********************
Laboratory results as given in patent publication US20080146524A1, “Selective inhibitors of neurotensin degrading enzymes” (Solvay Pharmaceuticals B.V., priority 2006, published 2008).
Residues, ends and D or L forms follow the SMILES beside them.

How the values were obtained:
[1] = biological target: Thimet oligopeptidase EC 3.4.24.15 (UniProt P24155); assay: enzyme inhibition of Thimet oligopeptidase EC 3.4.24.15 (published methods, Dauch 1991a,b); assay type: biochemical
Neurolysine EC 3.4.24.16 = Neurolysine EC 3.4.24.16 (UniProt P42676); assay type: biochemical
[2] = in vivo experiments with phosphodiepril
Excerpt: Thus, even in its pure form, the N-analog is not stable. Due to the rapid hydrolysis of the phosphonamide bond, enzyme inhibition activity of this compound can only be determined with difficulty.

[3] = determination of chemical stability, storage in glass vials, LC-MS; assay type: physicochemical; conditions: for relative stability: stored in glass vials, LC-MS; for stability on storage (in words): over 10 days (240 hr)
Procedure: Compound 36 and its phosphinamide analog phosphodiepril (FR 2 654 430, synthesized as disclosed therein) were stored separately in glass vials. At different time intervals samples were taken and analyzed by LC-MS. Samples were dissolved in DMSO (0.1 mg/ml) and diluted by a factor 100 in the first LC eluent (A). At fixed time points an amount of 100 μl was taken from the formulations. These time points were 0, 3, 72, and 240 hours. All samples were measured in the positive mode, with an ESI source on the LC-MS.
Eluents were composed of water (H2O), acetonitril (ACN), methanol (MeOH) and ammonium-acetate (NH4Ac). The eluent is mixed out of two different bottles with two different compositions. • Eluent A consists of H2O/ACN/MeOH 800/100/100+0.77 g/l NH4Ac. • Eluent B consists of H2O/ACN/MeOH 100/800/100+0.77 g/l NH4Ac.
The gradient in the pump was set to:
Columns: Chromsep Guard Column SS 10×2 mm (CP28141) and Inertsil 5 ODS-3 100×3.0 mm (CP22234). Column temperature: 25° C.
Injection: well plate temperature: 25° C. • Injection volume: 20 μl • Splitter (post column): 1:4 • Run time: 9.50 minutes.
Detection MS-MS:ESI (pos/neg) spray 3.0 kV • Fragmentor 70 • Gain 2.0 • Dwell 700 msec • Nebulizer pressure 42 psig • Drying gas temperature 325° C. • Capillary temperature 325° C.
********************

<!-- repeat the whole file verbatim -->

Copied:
Laboratory results as given in patent publication US20080146524A1, “Selective inhibitors of neurotensin degrading enzymes” (Solvay Pharmaceuticals B.V., priority 2006, published 2008).
Residues, ends and D or L forms follow the SMILES beside them.

How the values were obtained:
[1] = biological target: Thimet oligopeptidase EC 3.4.24.15 (UniProt P24155); assay: enzyme inhibition of Thimet oligopeptidase EC 3.4.24.15 (published methods, Dauch 1991a,b); assay type: biochemical
Neurolysine EC 3.4.24.16 = Neurolysine EC 3.4.24.16 (UniProt P42676); assay type: biochemical
[2] = in vivo experiments with phosphodiepril
Excerpt: Thus, even in its pure form, the N-analog is not stable. Due to the rapid hydrolysis of the phosphonamide bond, enzyme inhibition activity of this compound can only be determined with difficulty.

[3] = determination of chemical stability, storage in glass vials, LC-MS; assay type: physicochemical; conditions: for relative stability: stored in glass vials, LC-MS; for stability on storage (in words): over 10 days (240 hr)
Procedure: Compound 36 and its phosphinamide analog phosphodiepril (FR 2 654 430, synthesized as disclosed therein) were stored separately in glass vials. At different time intervals samples were taken and analyzed by LC-MS. Samples were dissolved in DMSO (0.1 mg/ml) and diluted by a factor 100 in the first LC eluent (A). At fixed time points an amount of 100 μl was taken from the formulations. These time points were 0, 3, 72, and 240 hours. All samples were measured in the positive mode, with an ESI source on the LC-MS.
Eluents were composed of water (H2O), acetonitril (ACN), methanol (MeOH) and ammonium-acetate (NH4Ac). The eluent is mixed out of two different bottles with two different compositions. • Eluent A consists of H2O/ACN/MeOH 800/100/100+0.77 g/l NH4Ac. • Eluent B consists of H2O/ACN/MeOH 100/800/100+0.77 g/l NH4Ac.
The gradient in the pump was set to:
Columns: Chromsep Guard Column SS 10×2 mm (CP28141) and Inertsil 5 ODS-3 100×3.0 mm (CP22234). Column temperature: 25° C.
Injection: well plate temperature: 25° C. • Injection volume: 20 μl • Splitter (post column): 1:4 • Run time: 9.50 minutes.
Detection MS-MS:ESI (pos/neg) spray 3.0 kV • Fragmentor 70 • Gain 2.0 • Dwell 700 msec • Nebulizer pressure 42 psig • Drying gas temperature 325° C. • Capillary temperature 325° C.